The most curious one, to my mind, is the association of the gift of knowledge with, "Blessed are they who mourn, for they will be comforted." For St. Thomas, the gift of knowledge is a certitude of judgment about created things, and he suggests that, when you judge rightly about created things, you realize how often you sin through them, which causes sorrow, and then you are consoled, because you start using created things properly. He gets this -- and much of the above list -- from St. Augustine, who simply says that, with knowledge of created things, "the loss of the highest good is mourned over, because it sticks fast in what is lowest."



Tuesday, May 13, 2014

Long Homily --> Bad Priest

Pope Francis recently taught ex cathedra (Latin for "while leaping from his chair") that Catholic homilies must not be longer than ten minutes under pain of mortal boredom. In his solicitude for the poor, the Pope has embraced the poor saps sitting in the pews. Let us see what comes of it.


Monday, May 12, 2014

From virtue to gift to charism

A charism is a special capacity for being the channel of God's grace to others. The different charisms are distinguished by the different graces they channel. Regardless of the specific graces in question, the effectiveness of your charism -- and remember, if you are a baptized Christian, you have a charism (if you aren't a baptized Christian, drop me a line and we'll see what we can do) -- depends upon your relationship with God.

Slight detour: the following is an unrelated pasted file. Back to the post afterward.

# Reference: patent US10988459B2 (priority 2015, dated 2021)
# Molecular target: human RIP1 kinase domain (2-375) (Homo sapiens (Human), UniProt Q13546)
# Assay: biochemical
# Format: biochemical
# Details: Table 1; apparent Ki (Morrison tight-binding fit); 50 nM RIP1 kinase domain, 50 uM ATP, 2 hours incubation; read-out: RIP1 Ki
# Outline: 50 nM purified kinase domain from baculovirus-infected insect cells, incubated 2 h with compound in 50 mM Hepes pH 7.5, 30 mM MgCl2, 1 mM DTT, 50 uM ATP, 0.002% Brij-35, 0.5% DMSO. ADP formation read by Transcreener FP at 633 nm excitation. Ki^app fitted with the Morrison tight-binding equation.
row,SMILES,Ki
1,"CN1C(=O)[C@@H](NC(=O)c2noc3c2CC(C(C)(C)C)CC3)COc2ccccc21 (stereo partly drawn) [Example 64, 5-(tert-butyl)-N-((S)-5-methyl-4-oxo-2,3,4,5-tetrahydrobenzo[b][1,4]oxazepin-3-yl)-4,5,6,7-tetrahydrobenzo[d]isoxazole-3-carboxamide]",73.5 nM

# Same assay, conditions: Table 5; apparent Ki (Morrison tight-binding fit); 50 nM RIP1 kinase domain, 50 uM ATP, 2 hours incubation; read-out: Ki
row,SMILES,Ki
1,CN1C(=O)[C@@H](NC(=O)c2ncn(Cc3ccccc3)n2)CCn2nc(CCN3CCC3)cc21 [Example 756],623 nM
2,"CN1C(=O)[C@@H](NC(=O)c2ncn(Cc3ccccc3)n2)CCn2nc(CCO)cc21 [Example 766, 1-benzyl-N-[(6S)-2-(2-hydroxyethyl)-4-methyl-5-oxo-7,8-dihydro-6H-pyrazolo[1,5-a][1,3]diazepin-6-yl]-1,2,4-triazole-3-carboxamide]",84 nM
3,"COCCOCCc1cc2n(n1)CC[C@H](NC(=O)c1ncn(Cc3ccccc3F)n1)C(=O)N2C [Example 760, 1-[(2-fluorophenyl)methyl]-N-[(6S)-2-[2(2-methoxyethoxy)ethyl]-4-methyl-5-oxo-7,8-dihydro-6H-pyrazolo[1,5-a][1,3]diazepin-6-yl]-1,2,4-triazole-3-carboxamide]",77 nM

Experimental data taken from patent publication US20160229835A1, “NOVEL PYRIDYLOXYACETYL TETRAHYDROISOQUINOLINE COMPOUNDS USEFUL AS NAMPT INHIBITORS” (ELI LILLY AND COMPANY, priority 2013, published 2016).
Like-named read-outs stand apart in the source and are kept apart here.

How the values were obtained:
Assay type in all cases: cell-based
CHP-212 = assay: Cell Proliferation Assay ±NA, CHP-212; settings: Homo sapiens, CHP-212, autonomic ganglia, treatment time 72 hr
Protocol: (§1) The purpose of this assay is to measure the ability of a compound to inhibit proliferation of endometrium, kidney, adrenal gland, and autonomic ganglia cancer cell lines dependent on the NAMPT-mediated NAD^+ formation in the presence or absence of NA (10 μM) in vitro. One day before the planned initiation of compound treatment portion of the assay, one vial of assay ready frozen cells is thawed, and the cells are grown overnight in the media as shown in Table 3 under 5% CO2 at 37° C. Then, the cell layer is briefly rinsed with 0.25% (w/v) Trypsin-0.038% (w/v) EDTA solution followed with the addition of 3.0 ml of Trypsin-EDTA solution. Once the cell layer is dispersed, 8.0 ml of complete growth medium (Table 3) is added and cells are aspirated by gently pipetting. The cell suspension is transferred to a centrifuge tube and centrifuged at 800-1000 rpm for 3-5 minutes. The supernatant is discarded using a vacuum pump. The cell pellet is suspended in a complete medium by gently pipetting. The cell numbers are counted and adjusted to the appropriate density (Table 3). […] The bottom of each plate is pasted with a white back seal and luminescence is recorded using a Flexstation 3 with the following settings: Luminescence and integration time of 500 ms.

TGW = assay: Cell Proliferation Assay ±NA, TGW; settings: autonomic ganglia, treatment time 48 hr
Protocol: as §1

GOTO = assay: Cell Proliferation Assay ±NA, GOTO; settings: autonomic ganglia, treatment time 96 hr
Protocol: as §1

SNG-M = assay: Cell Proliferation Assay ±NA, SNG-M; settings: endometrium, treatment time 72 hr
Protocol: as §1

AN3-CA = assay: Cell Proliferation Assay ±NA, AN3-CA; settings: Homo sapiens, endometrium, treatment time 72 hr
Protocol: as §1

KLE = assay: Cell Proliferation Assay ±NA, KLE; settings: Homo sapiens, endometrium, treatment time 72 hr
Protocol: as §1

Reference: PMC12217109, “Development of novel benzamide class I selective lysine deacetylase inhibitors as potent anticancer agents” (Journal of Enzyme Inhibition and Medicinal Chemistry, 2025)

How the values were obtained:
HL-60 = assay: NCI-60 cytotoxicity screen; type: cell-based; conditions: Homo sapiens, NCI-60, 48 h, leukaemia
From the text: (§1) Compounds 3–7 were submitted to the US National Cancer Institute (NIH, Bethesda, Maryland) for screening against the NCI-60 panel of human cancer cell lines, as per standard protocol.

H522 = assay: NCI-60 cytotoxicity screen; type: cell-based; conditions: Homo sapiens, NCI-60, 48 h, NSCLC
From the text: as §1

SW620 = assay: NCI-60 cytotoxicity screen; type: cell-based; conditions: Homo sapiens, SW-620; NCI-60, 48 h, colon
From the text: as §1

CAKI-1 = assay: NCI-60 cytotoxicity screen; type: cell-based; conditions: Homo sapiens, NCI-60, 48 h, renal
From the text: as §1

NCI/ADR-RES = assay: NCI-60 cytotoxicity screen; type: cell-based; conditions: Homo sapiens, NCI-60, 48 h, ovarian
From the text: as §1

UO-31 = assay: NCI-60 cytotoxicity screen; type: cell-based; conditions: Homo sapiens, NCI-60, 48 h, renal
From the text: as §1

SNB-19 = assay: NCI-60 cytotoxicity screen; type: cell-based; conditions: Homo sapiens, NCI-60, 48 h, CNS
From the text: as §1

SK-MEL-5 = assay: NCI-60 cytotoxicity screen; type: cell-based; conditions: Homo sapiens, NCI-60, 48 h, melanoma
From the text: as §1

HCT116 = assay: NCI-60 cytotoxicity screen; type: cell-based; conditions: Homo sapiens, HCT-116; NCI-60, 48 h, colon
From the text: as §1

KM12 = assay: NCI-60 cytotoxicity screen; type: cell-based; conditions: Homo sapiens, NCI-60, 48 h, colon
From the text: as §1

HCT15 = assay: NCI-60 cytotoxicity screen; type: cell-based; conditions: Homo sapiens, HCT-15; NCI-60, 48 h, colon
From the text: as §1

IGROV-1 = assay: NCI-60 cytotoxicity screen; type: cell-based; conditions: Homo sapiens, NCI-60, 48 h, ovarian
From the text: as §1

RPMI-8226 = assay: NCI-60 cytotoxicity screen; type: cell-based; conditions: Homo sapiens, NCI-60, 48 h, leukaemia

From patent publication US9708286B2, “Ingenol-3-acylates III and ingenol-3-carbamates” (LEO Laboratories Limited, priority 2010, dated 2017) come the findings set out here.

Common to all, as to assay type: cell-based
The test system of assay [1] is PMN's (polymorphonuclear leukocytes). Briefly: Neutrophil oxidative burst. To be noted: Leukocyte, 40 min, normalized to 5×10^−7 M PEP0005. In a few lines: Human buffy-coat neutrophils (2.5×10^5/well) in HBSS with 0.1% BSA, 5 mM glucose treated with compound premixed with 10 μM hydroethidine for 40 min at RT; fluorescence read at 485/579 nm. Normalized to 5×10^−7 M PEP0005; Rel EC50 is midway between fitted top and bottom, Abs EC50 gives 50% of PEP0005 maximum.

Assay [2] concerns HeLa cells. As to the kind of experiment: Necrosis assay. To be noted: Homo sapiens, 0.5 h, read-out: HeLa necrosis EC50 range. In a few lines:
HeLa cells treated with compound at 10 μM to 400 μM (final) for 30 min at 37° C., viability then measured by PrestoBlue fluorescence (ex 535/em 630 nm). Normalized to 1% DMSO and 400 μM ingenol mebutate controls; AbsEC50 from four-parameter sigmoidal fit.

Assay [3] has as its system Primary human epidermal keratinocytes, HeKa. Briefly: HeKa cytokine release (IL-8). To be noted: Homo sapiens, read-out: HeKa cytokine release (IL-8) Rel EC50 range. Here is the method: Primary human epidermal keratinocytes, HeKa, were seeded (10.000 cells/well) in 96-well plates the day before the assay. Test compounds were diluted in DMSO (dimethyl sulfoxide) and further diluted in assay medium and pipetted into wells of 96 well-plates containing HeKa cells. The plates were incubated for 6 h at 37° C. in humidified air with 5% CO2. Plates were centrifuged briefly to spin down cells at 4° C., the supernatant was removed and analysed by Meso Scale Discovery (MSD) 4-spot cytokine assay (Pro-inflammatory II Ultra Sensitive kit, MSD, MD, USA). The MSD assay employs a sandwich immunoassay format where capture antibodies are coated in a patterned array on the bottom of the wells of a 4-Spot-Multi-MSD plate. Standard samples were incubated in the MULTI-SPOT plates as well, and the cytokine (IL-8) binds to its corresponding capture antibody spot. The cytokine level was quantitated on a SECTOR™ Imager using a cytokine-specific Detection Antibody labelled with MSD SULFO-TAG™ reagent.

From the negative perspective: To the extent you place sin -- including indifference, which is what we call the sin of impiety these days -- between you and Jesus, you clog up the channel of graces to others by which your charism is meant to operate.

But there's also a positive perspective: As you build up your relationship with God, particularly along the lines He calls you to, so you build up how well your charism operates (which is to say, how freely God's grace flows through you to others). For example, someone with a charism of hospitality might find their charism more effective the more they contemplate God as welcomer of the stranger or Jesus as the Good Shepherd who celebrates the arrival of the one lost sheep.

Note that this means discerning a charism is a good thing to do whether or not you have the charism, since either way you will be building up your relationship with God.

The charism of wisdom, as described in the Catherine of Siena Institute's Called and Gifted program, happens to share a name with one of the 7 Gifts of the Holy Spirit, but they're two distinct gifts. General distinctions between the Gifts of the Holy Spirit and the charisms include:
  • The Gifts of the Holy Spirit are the seven gifts explicitly mentioned in Isaiah 11:2-3; while there are several lists of charisms given in the Bible, there's no complete, canonical set.
  • Each baptized Christians gets all 7 Gifts of the Holy Spirit; each baptized Christian gets one or more charism, and must discern which ones they have been given.